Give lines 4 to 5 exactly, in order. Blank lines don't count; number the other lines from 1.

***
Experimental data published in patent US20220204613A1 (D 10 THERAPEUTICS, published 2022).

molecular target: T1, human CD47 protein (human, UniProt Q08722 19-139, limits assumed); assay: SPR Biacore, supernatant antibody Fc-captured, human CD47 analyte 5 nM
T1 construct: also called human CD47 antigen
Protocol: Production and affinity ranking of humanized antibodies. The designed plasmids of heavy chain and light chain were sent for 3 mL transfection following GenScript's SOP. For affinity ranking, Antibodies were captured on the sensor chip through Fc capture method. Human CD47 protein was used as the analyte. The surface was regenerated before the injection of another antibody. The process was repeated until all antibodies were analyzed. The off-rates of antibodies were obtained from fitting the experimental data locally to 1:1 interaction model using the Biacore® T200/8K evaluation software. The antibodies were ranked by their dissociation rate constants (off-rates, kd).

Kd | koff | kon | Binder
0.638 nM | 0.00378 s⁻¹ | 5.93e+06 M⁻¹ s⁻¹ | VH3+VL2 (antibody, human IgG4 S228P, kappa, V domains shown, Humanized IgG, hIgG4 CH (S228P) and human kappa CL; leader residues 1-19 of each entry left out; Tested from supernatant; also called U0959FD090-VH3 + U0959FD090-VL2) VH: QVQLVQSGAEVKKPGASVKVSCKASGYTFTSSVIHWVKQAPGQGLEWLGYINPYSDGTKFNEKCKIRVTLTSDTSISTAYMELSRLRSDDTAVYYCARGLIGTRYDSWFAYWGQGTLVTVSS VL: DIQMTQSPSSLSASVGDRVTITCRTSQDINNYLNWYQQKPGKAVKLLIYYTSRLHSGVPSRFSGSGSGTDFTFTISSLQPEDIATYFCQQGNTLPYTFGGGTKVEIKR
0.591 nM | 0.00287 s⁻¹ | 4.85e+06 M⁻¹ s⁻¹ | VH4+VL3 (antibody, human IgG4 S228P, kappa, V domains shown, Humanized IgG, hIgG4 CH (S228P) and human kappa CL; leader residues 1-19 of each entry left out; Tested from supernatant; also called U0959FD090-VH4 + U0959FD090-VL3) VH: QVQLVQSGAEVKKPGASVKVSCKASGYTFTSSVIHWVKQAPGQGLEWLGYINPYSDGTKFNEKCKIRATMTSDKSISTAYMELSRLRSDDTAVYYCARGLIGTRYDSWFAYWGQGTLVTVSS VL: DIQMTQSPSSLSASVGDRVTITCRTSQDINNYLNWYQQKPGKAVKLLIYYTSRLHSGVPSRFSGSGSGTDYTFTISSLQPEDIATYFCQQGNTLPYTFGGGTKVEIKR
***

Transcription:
Protocol: Production and affinity ranking of humanized antibodies. The designed plasmids of heavy chain and light chain were sent for 3 mL transfection following GenScript's SOP. For affinity ranking, Antibodies were captured on the sensor chip through Fc capture method. Human CD47 protein was used as the analyte. The surface was regenerated before the injection of another antibody. The process was repeated until all antibodies were analyzed. The off-rates of antibodies were obtained from fitting the experimental data locally to 1:1 interaction model using the Biacore® T200/8K evaluation software. The antibodies were ranked by their dissociation rate constants (off-rates, kd).

Kd | koff | kon | Binder